Every French learner is going to have to work on their pronunciation. The earlier the better.
Let's use a French telephone call as an example:
J'aimerais parler a Joseph Bergen, s'il vous plait.
I would like to speak to Joseph Bergen, please.
Ne quittez pas,s'il vous plait.
Hold on, please.
C'est la part de qui?
Who's calling please?
Eppelez, s'il vous plait.
Please spell that.
F, a, c, o, n, n, i, e, r.
Repetez s'il vous plait.
Il ne repond pas.
He does not answer.
Voulez-vous laisser une message?
Would you like to leave a message?
Quel est votre numero de telephone?
What is your telephone number?
Bonjour, Monsieur Fauconnier, s'il vous plait.
Hello, Mr. Fauconnier, please.
Speaking. (On the line.)
How are you?
Quoi de neuf?
Pas grand chose.
Et la famille? Tout va bien?
And your family? All is well?
Oui, oui, tres bien. Et la tienne?
Yes, yes, very well. And yours?
Tres bien, merci.
Very well, thank you.
When Mr. Fauconnier asks about Mr. Bergen's family, he asks "et la tienne?" Possessive such as this take the formal/plural or informal form just as pronouns do.
Here is how they work:
Remember that it is the gender of the noun that determines the gender of the article, so it is le sien for something that belongs to her, if that "something" is masculine.
Mon jardin et le sien
My garden and his (or hers)
Ma maison et la sienne
My house and his (or hers)
Mes chiens et les siens
My dogs and his (or hers)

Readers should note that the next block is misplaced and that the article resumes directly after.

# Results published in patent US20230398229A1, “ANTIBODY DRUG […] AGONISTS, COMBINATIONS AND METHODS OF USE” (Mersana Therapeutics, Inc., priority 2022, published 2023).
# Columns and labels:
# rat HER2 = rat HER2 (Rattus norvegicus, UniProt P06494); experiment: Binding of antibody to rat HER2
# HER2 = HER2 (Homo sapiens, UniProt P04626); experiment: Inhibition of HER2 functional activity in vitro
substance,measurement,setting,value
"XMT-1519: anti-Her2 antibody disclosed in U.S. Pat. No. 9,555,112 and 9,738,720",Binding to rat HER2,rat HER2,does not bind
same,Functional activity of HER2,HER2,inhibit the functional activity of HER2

Ma mere et la sienne
My mother and his (or hers)
Sa chambre est plus petite que la votre
His (her) room is smaller than yours.
Il a recu des cadeaux de ma mere et de la tienne. He has received presents from my mother and yours.
Son auto est plus chere que la mienne. His (her) car is more expensive than mine.
Did that last one confuse you?
"Auto" is feminine, but since it starts with a vowel, the pronoun used is "son".
You will rarely find the sound of two vowels together. For example, both male and female friends sound the same.
It is only when you see it written that you can see a difference: son ami (m) and son amie (f).
The Alphabet: To spell out someone's name, you will have to know your alphabet.
Some of the letters are pronounced the same as in English, but many are different. A-ah B-bay C-see D-day E-ay F-ef G-zhay H-ahch I-ee J-jay K-kah L-el M-em N-en O-oh P-pee Q-coo R-ehr S-ess T-tay U-oo V-vay W-doo bluh vay X-eeks Y-ee grek Z-zed Practice spelling words and names you know.
In order to recite telephone numbers, you should also practice your numbers at this time.